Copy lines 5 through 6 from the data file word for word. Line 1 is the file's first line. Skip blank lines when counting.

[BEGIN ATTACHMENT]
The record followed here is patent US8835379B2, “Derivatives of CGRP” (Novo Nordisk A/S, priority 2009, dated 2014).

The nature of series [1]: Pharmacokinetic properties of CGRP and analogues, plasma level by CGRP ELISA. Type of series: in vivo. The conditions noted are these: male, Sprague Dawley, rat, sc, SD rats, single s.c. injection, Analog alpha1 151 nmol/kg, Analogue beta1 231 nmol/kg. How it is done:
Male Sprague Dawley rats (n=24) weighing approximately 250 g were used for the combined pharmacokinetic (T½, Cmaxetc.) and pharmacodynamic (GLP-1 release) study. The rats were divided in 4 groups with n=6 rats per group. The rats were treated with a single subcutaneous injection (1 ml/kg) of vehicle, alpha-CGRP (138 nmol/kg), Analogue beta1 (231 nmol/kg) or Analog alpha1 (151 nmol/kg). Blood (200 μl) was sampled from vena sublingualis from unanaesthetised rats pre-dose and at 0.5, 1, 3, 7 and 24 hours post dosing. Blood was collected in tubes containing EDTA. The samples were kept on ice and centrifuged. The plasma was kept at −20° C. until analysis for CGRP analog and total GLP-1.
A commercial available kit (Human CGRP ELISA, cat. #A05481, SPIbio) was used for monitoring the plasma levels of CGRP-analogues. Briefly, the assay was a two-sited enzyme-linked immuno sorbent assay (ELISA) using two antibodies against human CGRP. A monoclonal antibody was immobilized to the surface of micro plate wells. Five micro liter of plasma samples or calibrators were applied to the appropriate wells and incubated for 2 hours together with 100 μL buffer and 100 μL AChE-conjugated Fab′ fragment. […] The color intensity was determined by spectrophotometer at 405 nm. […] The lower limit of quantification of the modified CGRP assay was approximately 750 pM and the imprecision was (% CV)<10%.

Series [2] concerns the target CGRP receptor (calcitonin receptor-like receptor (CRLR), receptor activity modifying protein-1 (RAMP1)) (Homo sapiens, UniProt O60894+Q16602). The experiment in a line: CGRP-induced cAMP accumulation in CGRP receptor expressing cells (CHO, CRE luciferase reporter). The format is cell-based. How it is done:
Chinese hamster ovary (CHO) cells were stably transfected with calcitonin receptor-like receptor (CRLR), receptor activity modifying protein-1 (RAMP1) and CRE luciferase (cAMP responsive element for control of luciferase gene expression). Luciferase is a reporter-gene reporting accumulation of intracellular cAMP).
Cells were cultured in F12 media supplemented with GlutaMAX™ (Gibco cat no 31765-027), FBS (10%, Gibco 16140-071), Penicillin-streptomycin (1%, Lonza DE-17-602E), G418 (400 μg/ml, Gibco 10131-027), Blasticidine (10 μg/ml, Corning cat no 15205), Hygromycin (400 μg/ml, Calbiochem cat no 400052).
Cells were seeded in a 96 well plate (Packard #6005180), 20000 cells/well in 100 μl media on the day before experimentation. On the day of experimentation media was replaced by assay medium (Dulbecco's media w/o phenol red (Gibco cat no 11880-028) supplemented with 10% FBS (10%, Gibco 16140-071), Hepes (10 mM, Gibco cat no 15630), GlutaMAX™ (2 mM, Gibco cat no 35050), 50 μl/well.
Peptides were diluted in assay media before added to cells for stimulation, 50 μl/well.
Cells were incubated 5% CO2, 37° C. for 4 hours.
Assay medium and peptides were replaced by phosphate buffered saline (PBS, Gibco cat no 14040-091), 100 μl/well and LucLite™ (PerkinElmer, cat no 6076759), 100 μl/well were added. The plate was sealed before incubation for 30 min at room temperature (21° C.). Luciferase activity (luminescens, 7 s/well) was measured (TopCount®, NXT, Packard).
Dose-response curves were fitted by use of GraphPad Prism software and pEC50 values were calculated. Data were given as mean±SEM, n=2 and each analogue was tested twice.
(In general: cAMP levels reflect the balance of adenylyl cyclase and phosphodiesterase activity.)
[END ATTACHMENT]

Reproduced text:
Series [2] concerns the target CGRP receptor (calcitonin receptor-like receptor (CRLR), receptor activity modifying protein-1 (RAMP1)) (Homo sapiens, UniProt O60894+Q16602). The experiment in a line: CGRP-induced cAMP accumulation in CGRP receptor expressing cells (CHO, CRE luciferase reporter). The format is cell-based. How it is done:
Chinese hamster ovary (CHO) cells were stably transfected with calcitonin receptor-like receptor (CRLR), receptor activity modifying protein-1 (RAMP1) and CRE luciferase (cAMP responsive element for control of luciferase gene expression). Luciferase is a reporter-gene reporting accumulation of intracellular cAMP).